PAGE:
I have a dyepot! And dye! No, I haven't become very very stupid, it's just that a paradigm shift is required. I know all about the dyeing of white stuff. But it didn't occur to me until just today that I could dye stuff that already had colour on it.

Backstory (short): I bought the new Cat Bordhi sock book, and it is blowing me away. After all this time and all this knitting, I didn't think a knitting book could do that, but it did. I decided to make some socks, and I bought these lovely skeins of Koigu to make them with:

I need a bit of contrasting yarn to make some stripes with. I have quite a little stash of leftover nuggets of Koigu, remnants of a long-standing but mostly now cured Koigu addiction. I had a bright orange that might work, but it wasn't quite right. What I really wanted was a forest green. I didn't have that.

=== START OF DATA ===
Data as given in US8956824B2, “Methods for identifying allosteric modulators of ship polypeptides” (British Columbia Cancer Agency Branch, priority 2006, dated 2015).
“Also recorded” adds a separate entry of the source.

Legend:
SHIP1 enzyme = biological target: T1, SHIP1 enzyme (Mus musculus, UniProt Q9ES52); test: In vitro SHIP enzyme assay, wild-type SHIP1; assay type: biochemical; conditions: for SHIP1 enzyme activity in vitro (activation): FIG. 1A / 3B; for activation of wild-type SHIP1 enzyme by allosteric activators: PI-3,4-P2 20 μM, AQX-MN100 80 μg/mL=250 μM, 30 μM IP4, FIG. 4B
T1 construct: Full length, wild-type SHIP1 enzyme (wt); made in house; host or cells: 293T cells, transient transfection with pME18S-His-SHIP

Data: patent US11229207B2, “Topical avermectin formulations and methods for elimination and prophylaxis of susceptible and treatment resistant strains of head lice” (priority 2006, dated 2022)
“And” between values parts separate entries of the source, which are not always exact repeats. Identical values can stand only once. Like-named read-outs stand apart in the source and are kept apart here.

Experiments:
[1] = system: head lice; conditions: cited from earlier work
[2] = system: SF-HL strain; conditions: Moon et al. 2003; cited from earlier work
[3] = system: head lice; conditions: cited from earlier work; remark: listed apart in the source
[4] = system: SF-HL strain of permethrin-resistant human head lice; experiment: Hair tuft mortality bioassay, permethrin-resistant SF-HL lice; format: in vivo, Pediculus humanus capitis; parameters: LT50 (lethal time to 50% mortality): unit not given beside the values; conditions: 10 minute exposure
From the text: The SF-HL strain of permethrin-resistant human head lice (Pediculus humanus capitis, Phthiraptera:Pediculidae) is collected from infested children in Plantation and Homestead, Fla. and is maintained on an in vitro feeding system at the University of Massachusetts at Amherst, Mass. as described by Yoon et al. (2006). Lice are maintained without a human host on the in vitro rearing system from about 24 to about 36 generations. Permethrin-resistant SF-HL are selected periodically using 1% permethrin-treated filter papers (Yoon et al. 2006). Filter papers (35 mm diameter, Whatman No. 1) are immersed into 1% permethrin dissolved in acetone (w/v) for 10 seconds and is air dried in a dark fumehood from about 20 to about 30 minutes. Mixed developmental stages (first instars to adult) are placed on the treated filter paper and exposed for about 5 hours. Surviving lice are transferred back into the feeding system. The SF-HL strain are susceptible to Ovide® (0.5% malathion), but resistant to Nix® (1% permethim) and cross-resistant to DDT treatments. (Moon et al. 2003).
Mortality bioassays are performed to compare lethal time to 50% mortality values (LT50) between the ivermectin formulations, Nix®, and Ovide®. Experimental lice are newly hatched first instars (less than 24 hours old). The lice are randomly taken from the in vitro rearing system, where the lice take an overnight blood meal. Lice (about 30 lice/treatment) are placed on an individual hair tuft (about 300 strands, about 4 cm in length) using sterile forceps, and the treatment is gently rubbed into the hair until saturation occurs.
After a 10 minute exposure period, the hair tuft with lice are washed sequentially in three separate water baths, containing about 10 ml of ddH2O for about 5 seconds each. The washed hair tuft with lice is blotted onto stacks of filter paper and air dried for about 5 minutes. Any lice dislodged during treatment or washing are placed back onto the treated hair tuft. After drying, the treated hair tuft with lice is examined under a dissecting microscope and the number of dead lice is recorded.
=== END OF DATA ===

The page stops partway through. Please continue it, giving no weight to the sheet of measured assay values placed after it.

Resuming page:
But I have a dyepot.

So tonight, I turned this:

Into this:

I'm so jazzed about these socks that I might even post in-progress sock pictures.

Wednesday, November 7, 2007

Colour Therapy

I had a seriously bad day yesterday, but I had to do some dyeing, no time to sit on the couch with a gin bottle and the remote control. I decided to combat the bad mood with some silly, candy colours. My very favourite. The pictures below are of a rack of blue faced leicester, some destined to sell some destined to be made into sock yarn, then socks. I'm picturing a row of candy-coloured feet as I type.

A closeup:

And some sock yarn drying -- I did some more sedate colours in the last batch, and I'm spinning them up now:

Friday, November 2, 2007

Butcher, Baker...

I'm sitting here reading someone's blog of their year on the 250-mile diet (their more relaxed version of the 100-mile diet), and spinning some sock yarn for Bev, a woman who met me at my farmer's market booth this summer and is now taking my sock knitting class -- knitting her first socks with my yarn.